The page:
The label I might apply to John is “paranoid-schizoid”: the paranoia refers to his underlying fear and suspicion; the schizoid means split. By dying his father had become a good object, and I a bad one. John tended to see most of his life in terms of opposites. Usually the opposites did not meet; they just co-existed, like heads on one side of a coin and tails on the other, and John could only believe in the side which was uppermost. Most people who come for therapy function at a similar level. In their judgments they switch from black to white, friend to foe, love to hate, pain to pleasure. Each state of mind, while it persists, totally defines their reality, then flips to its opposite, and carries the same conviction. Like a coin, there is no space for anything in between, namely thought. They live in what I would call the realm of the two-dimensional. I use this term to convey that their perceptions are distorted, rather in the way that large continents are distorted on a map as compared to a globe, and it is little wonder their lives feel existentially flat.See All Chapters
|Rehana Khan||Laxmi Publications|
INDUCED MUTATIONS IN
MICROBES AND ANIMALS
FOR E CONOMIC
BENEFIT OF MAN
Microbes are one of the most important partners in our life. Their presence is felt by human beings. Hence one cannot forget the gifts which have been given by these organisms to this world. The beneficial contribution of the micro-organisms to the world are as follows:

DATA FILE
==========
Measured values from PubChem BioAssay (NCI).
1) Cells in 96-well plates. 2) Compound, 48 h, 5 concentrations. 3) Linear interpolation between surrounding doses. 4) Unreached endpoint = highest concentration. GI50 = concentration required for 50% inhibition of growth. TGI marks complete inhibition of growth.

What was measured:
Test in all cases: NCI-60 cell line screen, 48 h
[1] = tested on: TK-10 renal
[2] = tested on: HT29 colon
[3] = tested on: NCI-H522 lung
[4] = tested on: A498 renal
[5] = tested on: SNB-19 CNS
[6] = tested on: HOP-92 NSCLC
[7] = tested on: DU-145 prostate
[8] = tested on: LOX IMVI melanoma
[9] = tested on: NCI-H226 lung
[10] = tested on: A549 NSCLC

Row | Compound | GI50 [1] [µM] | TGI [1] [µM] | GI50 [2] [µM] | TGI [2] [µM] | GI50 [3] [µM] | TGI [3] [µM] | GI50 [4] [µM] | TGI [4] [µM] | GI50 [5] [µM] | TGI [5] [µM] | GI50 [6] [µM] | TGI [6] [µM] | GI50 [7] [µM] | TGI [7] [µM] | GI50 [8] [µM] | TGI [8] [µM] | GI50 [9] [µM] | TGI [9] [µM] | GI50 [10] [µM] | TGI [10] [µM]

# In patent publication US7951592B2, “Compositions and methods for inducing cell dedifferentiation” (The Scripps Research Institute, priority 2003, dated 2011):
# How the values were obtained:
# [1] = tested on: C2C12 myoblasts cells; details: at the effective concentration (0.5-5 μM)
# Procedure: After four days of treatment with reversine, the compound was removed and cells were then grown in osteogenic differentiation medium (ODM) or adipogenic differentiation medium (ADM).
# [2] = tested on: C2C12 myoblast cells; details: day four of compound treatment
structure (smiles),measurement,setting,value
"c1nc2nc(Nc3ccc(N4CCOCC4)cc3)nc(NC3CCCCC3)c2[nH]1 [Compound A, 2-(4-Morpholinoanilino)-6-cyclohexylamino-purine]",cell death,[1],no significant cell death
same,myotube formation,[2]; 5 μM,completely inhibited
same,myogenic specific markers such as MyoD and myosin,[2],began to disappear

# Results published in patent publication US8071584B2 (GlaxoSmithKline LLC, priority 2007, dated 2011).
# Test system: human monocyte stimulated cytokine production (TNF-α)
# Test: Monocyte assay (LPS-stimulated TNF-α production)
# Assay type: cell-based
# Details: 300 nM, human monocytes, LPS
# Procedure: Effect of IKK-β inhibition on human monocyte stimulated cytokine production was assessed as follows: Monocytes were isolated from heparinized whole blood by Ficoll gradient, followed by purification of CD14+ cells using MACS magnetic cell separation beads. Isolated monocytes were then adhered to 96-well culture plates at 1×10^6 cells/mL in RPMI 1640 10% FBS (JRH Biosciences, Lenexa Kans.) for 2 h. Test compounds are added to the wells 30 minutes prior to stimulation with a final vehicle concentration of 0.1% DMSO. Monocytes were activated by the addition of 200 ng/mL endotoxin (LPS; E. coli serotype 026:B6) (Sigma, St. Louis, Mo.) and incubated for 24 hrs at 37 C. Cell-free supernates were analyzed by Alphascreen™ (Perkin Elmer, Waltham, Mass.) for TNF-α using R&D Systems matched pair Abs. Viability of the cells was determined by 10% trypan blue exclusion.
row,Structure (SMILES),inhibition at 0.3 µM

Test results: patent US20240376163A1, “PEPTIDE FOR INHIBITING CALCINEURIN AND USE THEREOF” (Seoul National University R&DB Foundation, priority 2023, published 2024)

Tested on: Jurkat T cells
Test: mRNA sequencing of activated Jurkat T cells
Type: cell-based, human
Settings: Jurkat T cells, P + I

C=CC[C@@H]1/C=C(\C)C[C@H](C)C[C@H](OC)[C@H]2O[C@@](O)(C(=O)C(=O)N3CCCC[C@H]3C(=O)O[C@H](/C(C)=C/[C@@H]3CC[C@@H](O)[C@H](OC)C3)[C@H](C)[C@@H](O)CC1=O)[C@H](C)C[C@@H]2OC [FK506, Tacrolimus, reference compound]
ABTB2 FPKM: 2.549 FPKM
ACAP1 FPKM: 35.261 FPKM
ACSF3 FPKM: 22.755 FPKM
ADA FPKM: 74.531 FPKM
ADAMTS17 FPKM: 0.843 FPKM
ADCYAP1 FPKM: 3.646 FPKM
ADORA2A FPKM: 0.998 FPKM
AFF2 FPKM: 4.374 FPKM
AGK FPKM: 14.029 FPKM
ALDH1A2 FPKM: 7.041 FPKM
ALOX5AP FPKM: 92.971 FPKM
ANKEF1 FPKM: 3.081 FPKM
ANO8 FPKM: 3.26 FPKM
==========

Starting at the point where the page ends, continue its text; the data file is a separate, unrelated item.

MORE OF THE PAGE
MICRO-ORGANISMS AS SOURCE OF FOOD
It is estimated that worldwide food protein deficiency was about 12 million ton in
1985, and likely to increase to approximately 23 million tonn by 2000. SCP has developed hope to solve this problem. Remarkable increase in productivity is also one of the achievements of what come to be known as green revolution and it could be possible by sincere efforts of agricultural scientists and by microbiologists. After the Second World
War, research works on the new sources of food have been done all over the world which have increased remarkable food production and productivity through crop improvement and biotechnological processes. This was the first phase of green revolution. In broad sense, biotechnology has three impacts on the development of agriculture: (i) with the improvement of genetic engineering techniques, the time for generating and evaluating new germplasm can be drastically reduced, (ii) chemical and biotechnological processes have opened new frontiers to products of improved value from agricultural raw materials and (iii) new strains of micro-organisms for food production. It is imperative that new food sources be found in order to that future generations of mankind be adequately fed.See All Chapters
|Sherry Robinson||University of North Texas Press||ePub|
[A]mong all the nations [the Apaches] are the most fearsome not only because of the firearms that they now have acquired . . . but also for their valor and intrepidity and because they are not accustomed to flee, preferring to win the engagement or die . . .
—Hugo Oconór, 1777 1
Coahuila, the Lipans’ new refuge, sprawled from the Medina River to the Big Bend of the Rio Grande to the Bolsón de Mapimí. Settlements were isolated, and the presidios undermanned. In spring 1770, three thousand Apaches camped across the Rio Grande from the presidio of San Juan Bautista, and Governor Jacobo Ugarte y Loyola had just 115 soldiers at the presidios of Monclova, San Juan Bautista del Río Grande and Santa Rosa del Sacramento. Settlers began to slip away. In July 1771 Apaches brazenly attacked the presidio of Santa Rosa at noon with the governor present and stole six hundred horses. Soldiers pursued, but their horses wore out after 180 miles.2See All Chapters
Business & Economics